The '@' and '/' directives used by STASH only support a single word per each argument. The example below better explains this condition: Correct - 'STASH @ peas carrots' Incorrect - 'STASH @ apples oranges bananas' You may find that a application or immediately after running an alias you'll need to redefine your alias processor not to exit '/K' or '/C' ~LABEL~command~/k app.exe arg1 arg2 A single cell can contain a maximum of 78 characters (formatted thusly to display one cell per row in text mode). Data streams in excess of this amount will be truncated... Don't be tempted to edit the index with any other editor as the data is not stored in a sequential (line by line) manner. Several bits of info are located in the header of the index that STASH relies on. If you remove or replace a phrase within a given set of cells and the result leaves the cell empty, then the cell will automatically be zapped so the index will not contain any active cells of zero length. When the index is locked, you can view and enumerate cells but not modify them in any way. Be judicious with the pack 'P' directive. Once you repack the index, all zapped cells are gone forever. If the index lock is toggled off, you will not be asked for confirmation... Some STASH directives will operate with little guidance: 'STASH 'STASH 'STASH 'STASH ?' %' Z' ~' will will will will display all non zapped cells. enumerate all non zapped cells. enumerate all zapped cells. display all aliases. intrinsic shell command exits when you'd rather it not. Likely, to explicitly direct your command after shelling out like so:

Clipboard support is limited to 64KB of data to accommodate all versions of Windows. This should be non issue for the bulk of STASH users. Only a single instance of STASH will run at anytime, this prevents file locking errors and insures the integrity of your data. LEGALESE: Command line junkies can use and redistribute STASH without charge upon acceptance of the following provisos: - No warranties, so if you break anything you get to keep both pieces. - The original archive and it's contents are left intact. - Kindly remember that STASH is copyrighted software. And finally, STASH will not make your car payment, stay crunchy in milk or bring back Elvis. It's just a small tool built for the sake of convenience because that's all it has to be. Besides, it really is a nice day outside...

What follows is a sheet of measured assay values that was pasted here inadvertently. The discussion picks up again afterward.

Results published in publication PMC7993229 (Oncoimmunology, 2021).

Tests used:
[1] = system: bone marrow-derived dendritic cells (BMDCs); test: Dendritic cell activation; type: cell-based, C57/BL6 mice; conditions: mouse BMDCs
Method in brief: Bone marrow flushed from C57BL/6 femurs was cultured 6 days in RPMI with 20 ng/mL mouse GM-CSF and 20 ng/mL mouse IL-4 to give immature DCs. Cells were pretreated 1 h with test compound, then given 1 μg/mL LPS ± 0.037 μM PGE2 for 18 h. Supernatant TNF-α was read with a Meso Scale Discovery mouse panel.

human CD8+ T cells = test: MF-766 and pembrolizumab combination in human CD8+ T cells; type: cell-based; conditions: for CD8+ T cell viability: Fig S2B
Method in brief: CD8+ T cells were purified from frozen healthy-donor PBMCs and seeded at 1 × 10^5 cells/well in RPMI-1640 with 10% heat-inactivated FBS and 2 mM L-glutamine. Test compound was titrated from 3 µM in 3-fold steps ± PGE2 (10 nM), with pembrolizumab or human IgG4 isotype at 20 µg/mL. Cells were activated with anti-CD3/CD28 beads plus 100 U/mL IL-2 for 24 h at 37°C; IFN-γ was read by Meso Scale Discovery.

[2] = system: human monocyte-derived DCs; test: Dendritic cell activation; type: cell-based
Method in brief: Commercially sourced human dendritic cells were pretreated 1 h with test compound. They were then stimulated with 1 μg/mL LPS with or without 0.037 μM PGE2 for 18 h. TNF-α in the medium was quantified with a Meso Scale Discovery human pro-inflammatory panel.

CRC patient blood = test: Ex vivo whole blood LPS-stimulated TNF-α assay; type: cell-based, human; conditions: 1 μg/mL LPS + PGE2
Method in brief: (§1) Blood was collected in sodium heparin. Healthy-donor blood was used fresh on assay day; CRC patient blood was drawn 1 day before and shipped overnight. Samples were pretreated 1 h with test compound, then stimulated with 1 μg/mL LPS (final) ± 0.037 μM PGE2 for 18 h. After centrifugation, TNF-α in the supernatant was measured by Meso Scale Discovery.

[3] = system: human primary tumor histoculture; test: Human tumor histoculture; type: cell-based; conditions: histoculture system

HISTORY: 2.02 - Redefined the alias operator from '^' to '~' to avoid a conflict under WinXp Pro (special thanks to Srdjan Markovic for pointing this out). 2.01 - User definable colors ooh, aaw! Added dump 'D' directive which will dump all cells (zapped or not) to Dump.txt. A subtle change in the manner a cell is validated results in more efficient processing, a bug squashed: previously, if removing or replacing a phrase within a cell resulted in a zero length string, the cell was still active, now the cell is zapped. 2.00 - This is where the rubber meets the road... added binary indexing, new directives: zap, unzap, pack, report, import, lock, clipboard, etc... 1.07 - First release sans company names 'Mike's Software', 'Vega-Tek'. Documentation is now embedded and automagically recreated if missing. 1.06 - A leaner, meaner stash, ported to 32 bit environments. 1.05 - Added aliases '~', various bug fixes. 1.04 - Total re-write, improved error handling. 1.03 - Added search and replace '@', added inverse match '!', rearranged operators for clearer logic, cleaned up help screen. 1.02 - Optimized file I/O, documentation updates. 1.01 - Refined several parsing routines. 1.00 - Initial compilation